One of the ways to get a sense of bottom-up sentiment is to look at which phrases people are searching on. Google Trends allows users to not only see how various search phrases rank compared to one another, but also to show how those vary over time. This allows us to see how various search terms rise, peak, fall off, and get displaced as competing search terms peak in their stead.
We see below that interest in 'economy depression' peaked in the third week in March. During that week, 'economy recovery' registered only 4% as much interest.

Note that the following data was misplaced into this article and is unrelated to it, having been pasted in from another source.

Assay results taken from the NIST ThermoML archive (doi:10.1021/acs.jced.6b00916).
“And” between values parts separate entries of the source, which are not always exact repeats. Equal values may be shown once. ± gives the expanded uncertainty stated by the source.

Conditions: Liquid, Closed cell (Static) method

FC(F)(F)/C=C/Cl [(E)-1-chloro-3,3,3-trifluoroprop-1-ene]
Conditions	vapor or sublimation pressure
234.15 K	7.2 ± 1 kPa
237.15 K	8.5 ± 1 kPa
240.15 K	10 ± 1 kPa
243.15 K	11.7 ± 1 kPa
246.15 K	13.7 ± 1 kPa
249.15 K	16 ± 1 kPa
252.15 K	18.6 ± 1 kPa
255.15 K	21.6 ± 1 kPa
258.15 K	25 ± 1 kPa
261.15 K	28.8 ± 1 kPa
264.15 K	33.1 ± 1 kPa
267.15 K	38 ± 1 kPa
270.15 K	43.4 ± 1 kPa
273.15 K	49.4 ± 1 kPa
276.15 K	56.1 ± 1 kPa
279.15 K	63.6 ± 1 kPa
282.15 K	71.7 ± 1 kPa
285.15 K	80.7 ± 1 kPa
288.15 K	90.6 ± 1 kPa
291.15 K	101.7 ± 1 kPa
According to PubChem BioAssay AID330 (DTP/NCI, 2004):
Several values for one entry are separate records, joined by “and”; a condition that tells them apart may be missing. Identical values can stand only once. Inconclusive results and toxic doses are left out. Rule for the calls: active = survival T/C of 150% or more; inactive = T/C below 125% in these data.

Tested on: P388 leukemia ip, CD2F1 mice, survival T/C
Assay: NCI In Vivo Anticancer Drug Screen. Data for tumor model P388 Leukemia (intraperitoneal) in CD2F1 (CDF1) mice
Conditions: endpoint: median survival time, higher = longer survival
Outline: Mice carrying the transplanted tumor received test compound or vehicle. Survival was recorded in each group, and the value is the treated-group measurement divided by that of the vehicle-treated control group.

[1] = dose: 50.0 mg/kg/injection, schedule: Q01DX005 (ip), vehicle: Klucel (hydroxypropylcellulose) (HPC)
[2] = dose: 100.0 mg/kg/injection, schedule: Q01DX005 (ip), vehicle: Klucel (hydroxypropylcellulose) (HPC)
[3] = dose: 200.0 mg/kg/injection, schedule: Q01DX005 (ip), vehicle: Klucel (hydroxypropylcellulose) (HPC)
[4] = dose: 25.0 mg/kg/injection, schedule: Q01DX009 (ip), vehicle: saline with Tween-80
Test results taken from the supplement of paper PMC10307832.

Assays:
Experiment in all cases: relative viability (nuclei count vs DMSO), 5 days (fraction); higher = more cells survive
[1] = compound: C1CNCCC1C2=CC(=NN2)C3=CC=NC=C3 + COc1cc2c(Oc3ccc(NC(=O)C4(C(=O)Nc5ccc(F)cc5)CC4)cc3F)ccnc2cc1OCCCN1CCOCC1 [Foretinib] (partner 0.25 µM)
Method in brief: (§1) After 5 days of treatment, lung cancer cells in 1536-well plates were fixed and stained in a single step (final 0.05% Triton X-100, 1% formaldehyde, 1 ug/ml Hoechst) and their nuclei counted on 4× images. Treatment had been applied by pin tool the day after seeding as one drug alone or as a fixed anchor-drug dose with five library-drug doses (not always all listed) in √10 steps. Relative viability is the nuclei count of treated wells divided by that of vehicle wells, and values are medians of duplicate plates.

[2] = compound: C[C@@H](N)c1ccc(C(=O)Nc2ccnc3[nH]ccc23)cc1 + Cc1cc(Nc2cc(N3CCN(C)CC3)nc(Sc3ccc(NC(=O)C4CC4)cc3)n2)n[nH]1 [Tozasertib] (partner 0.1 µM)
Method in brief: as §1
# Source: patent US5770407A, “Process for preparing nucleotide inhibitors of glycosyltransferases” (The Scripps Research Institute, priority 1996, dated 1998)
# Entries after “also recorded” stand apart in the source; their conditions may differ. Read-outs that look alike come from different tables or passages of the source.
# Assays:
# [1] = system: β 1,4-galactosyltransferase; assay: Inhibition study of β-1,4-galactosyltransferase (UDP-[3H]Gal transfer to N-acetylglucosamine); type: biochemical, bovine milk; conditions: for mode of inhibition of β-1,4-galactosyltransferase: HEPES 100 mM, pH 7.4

(Source: Google Trends)
After that, 'economy depression' falls off dramatically, by 20% in the next week, flattening out in the following week, and then falling 30% in the week after.
Whereas 'economy recovery' peaks a week later and peaks several more times in the next two months.
We see that May and early June tend to be dominated by growth in interest in recovery. Search terms and headlines don't tell us everything, but they tell us some things. This is telling us that pessimism might have peaked in late March, which is quite consistent with the other economic data we've been seeing.